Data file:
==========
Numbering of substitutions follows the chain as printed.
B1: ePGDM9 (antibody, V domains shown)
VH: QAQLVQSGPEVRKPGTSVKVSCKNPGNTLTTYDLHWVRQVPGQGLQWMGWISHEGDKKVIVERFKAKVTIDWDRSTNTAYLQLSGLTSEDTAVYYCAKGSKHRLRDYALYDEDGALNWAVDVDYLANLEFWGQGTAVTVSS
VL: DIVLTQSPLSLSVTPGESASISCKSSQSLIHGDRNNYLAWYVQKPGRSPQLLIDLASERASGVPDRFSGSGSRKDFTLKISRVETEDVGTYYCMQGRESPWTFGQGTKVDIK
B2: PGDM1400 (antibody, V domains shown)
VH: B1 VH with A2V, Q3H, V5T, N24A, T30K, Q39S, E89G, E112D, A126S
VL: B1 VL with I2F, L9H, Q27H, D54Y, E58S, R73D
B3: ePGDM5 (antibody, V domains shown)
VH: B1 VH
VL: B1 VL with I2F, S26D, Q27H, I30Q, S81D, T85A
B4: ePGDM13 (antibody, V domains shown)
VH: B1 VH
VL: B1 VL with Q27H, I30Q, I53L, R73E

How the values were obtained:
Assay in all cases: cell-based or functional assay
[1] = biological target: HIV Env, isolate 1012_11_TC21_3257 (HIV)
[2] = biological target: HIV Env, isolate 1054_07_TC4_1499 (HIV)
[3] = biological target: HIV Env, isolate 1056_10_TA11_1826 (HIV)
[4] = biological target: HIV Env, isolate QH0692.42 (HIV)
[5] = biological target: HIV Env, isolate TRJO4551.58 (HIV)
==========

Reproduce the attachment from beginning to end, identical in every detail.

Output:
Numbering of substitutions follows the chain as printed.
B1: ePGDM9 (antibody, V domains shown)
VH: QAQLVQSGPEVRKPGTSVKVSCKNPGNTLTTYDLHWVRQVPGQGLQWMGWISHEGDKKVIVERFKAKVTIDWDRSTNTAYLQLSGLTSEDTAVYYCAKGSKHRLRDYALYDEDGALNWAVDVDYLANLEFWGQGTAVTVSS
VL: DIVLTQSPLSLSVTPGESASISCKSSQSLIHGDRNNYLAWYVQKPGRSPQLLIDLASERASGVPDRFSGSGSRKDFTLKISRVETEDVGTYYCMQGRESPWTFGQGTKVDIK
B2: PGDM1400 (antibody, V domains shown)
VH: B1 VH with A2V, Q3H, V5T, N24A, T30K, Q39S, E89G, E112D, A126S
VL: B1 VL with I2F, L9H, Q27H, D54Y, E58S, R73D
B3: ePGDM5 (antibody, V domains shown)
VH: B1 VH
VL: B1 VL with I2F, S26D, Q27H, I30Q, S81D, T85A
B4: ePGDM13 (antibody, V domains shown)
VH: B1 VH
VL: B1 VL with Q27H, I30Q, I53L, R73E

How the values were obtained:
Assay in all cases: cell-based or functional assay
[1] = biological target: HIV Env, isolate 1012_11_TC21_3257 (HIV)
[2] = biological target: HIV Env, isolate 1054_07_TC4_1499 (HIV)
[3] = biological target: HIV Env, isolate 1056_10_TA11_1826 (HIV)
[4] = biological target: HIV Env, isolate QH0692.42 (HIV)
[5] = biological target: HIV Env, isolate TRJO4551.58 (HIV)